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296 Targeting B-cell malignancies with anti-ROR1 CAR T-cell therapy
  1. Jinsheng Weng,
  2. Owhofasa Agbedia,
  3. Jingjing Cao,
  4. Xiaoyun Cheng,
  5. Shao Qing Kuang,
  6. Fuliang Chu,
  7. Sridevi Patchv,
  8. Yongfu Tang,
  9. Divyam Bansal,
  10. Jingwei Liu,
  11. Neeraj Saini and
  12. Sattva Neelapu
  1. The University of Texas MD Anderson Cancer Center, Houston, TX, USA


Background Anti-CD19 chimeric antigen receptor (CAR) T cell therapy has been shown to induce high complete response rates in the majority of B-cell lymphoma patients. However, over 50% of patients relapse within one year. A major cause of failure appears to be due to loss of CD19 expression on the tumor cell surface. This indicates that novel therapeutic strategies are still needed in clinic. Receptor tyrosine kinase like orphan receptor 1(ROR1) is an oncofetal receptor for Wnt5α that is expressed in multiple embryotic tissues but absent in virtually all adult tissues. However, ROR1 is expressed at high levels in chronic lymphocytic leukemia (CLL), mantle cell lymphoma (MCL), diffuse Large B-Cell Lymphoma (DLBCL), and several solid tumors. The high expression level of ROR1 in tumor cells is associated with adverse clinical prognosis. In addition, a small percentage of cancer cells with characteristics of undifferentiated leukemia cells or cancer stem cells were found to overexpress ROR1.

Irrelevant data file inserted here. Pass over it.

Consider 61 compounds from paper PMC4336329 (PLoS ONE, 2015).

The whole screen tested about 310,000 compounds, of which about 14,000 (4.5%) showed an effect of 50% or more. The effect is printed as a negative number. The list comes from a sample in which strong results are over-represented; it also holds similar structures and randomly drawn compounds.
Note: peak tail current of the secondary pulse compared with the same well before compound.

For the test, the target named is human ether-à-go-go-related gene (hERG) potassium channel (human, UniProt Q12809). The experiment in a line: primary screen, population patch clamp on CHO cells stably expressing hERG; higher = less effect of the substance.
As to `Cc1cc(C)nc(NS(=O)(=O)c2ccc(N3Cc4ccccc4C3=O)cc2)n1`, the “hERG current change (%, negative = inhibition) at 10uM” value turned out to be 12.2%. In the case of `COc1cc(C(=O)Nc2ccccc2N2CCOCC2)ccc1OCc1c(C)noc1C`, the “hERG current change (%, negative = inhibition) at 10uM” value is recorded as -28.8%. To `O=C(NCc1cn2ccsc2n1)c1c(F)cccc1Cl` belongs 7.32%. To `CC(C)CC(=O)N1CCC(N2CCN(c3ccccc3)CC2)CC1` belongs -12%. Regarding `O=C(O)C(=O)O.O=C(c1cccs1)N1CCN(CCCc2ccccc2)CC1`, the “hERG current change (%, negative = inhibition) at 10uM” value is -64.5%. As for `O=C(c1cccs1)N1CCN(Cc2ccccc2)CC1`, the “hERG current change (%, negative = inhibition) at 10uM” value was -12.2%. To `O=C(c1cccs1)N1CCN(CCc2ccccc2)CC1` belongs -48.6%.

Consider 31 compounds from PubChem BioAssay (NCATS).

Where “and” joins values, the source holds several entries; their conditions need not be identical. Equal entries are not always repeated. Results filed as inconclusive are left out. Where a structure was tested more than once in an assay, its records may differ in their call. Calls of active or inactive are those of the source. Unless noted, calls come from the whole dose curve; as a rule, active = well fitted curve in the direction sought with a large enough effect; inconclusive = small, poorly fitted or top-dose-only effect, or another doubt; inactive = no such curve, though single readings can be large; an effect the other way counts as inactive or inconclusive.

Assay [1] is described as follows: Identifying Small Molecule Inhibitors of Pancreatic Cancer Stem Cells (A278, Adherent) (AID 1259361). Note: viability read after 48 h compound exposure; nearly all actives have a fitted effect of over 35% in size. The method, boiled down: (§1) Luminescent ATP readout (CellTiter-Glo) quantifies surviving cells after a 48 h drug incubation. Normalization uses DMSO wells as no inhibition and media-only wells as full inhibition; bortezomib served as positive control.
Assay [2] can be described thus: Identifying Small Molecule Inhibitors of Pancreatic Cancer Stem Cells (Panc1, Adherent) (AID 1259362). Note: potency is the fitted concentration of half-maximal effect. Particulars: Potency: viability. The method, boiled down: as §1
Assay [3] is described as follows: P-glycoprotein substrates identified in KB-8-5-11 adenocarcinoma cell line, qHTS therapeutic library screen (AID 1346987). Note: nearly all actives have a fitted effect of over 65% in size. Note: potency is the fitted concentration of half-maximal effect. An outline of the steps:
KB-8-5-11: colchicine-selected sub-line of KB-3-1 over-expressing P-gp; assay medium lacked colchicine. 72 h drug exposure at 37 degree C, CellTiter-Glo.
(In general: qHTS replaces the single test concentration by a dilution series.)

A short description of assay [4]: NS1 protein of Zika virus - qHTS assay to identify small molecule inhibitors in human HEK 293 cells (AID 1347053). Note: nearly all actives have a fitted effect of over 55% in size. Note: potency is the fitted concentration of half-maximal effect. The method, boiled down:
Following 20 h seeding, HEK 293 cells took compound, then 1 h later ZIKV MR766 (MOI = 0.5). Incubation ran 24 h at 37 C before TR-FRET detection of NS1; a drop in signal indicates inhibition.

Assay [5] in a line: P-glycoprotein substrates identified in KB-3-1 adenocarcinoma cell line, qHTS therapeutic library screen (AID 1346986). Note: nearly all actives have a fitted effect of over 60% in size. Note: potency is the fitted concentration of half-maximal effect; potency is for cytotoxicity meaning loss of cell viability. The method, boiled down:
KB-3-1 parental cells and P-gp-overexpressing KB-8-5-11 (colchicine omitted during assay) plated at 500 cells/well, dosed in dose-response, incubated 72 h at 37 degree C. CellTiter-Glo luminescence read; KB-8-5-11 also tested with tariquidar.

Methods Using hybridoma technology, we generated an anti-ROR1 monoclonal antibody that specifically recognized ROR1 protein. The antibody bound to ROR1-expressing MCL cell lines but not to normal donor T cells, B cells, or monocytes, indicating the specificity of the antibody. Lentiviral transduction of a CAR molecule derived from the anti-ROR1 antibody into primary human T cells redirected their specificity against B-cell lymphoma cell lines.

Results We found the anti-ROR1 CAR T cells specifically lysed B-cell lymphoma tumor cells at high efficiency but not normal B cells. At an effector: target ratio of 1:1, the anti-ROR1 CAR T cells lysed over 95% of B-cell lymphoma tumor cells during 3-days of coculture. To determine the optimal CAR construct, we evaluated various hinge, transmembrane, and costimulatory domains in the CAR molecule. We found that incorporation of the CD28 hinge and transmembrane domain in the CAR construct dramatically enhanced the in vitro lysis efficiency of anti-ROR1 CAR-T cells.

Conclusions In conclusion, we developed a novel and potent anti-ROR1 CAR T-cell therapy product that may be used for treatment of various B-cell malignancies and ROR1-expressing solid tumors.

Acknowledgements This work was supported by MD Anderson Internal Research grant 2020 (J. Weng).

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